by Erin Strachan
October 1, 2018
The past few weeks have been a blur of activity, launching our Nunavut pre-employment training programs in five communities. Program intake is now wrapping up for Inuit with disabilities or barriers to employment in Iqaluit, Kugluktuk, and Cape Dorset, and for Inuit youth ages 18-29 in Rankin Inlet and Cambridge Bay.
Our awesome team of instructors are leading the way alongside local Administrative and Classroom Assistants who have been hired to support the projects and the participants. We are so proud of the teams and of the newly selected participants who are beginning to jump into this learning experience with both feet for the next 12 weeks. What are they going to learn? How could this program change their lives?
We have been delivering these programs since the fall of 2016 with funding support from the Nunavut Department of Family Services (DFS) Career Development division. So far, we have completed eight programs across the territory since the pilot program. The goal of these programs is to help Inuit participants gain the skills, experience and confidence to take on important roles in their communities. Working with a small but dedicated team, we have achieved strong results so far. PMC has:
- Trained roughly 128 Inuit in pre-employment skills who face multiple barriers to employment
- Graduated 82 participants, plus an additional 28 completed four weeks or more (64% full completion)
- 47 obtained jobs following graduation (includes full-time, part-time and casual)
- 41 graduates have applied to return to school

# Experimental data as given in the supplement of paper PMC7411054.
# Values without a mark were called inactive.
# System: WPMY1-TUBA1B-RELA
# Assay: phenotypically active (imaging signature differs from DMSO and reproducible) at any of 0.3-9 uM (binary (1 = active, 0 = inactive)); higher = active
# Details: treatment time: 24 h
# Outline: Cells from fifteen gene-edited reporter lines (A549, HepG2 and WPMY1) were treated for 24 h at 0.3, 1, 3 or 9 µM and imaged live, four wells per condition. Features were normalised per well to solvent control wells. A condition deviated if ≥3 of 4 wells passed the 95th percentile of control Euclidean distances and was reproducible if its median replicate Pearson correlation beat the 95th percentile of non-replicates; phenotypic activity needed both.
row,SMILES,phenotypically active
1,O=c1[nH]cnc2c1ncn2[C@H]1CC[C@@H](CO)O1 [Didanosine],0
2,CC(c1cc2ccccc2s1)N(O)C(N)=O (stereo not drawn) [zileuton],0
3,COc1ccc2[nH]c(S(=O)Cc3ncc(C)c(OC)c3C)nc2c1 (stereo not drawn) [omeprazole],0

- Assisted participants in fundraising over $30,000 for local community causes
- Facilitated participants’ gaining confidence and work experience
- Connected participants to local employers and service providers to strengthen relationships
- Assisted participants in coordinating both Inuit cultural and community events
For me personally, I am honoured to do this work. I am proud of the team and what we’ve been able to accomplish together. I had my daughter 3.5 years ago and she travelled with me to Baker Lake to deliver the pilot program; since then I gave birth to my son in January. In a way I kind of feel like these projects are another child, that I had between my two “real” babies!
These programs are difficult to deliver in remote communities where resources can be scarce and participants face significant barriers and life challenges. Our teams have also overcome challenges to deliver the programs, putting in long hours each day and week to create positive learning environments for our participants and make a difference in their lives. Our huge efforts are matched by our participants’ efforts to improve themselves personally and professionally and take on important roles in their communities.
I want to share a story of one young graduate from one of our youth programs. A young woman and a mother, she was struggling to find a job and lacked a lot of purpose in her life. At times she felt hopeless and depressed. But she had the guts to apply to the program and stuck it out right til the very end. Week by week, she built confidence in her own abilities and developed a sense of purpose. After graduating, she applied to Nunavut Arctic College and also applied for jobs in her community. We were there to support her as she did interviews and entrance tests for college. This spring we got a message from her saying that on the very same day she received both a job offer and her acceptance letter into college! She was so excited for this next phase of her life, full of purpose and confidence.
To all our graduates and newly accepted participants for this fall: we are so proud of you!
Members of our team will be writing blog posts in the weeks to come to share more about our experience delivering the training programs. We look forward to sharing this learning journey with you.
Manager, Indigenous Capacity-Building Programs
Performance Management Consultants
More about Erin here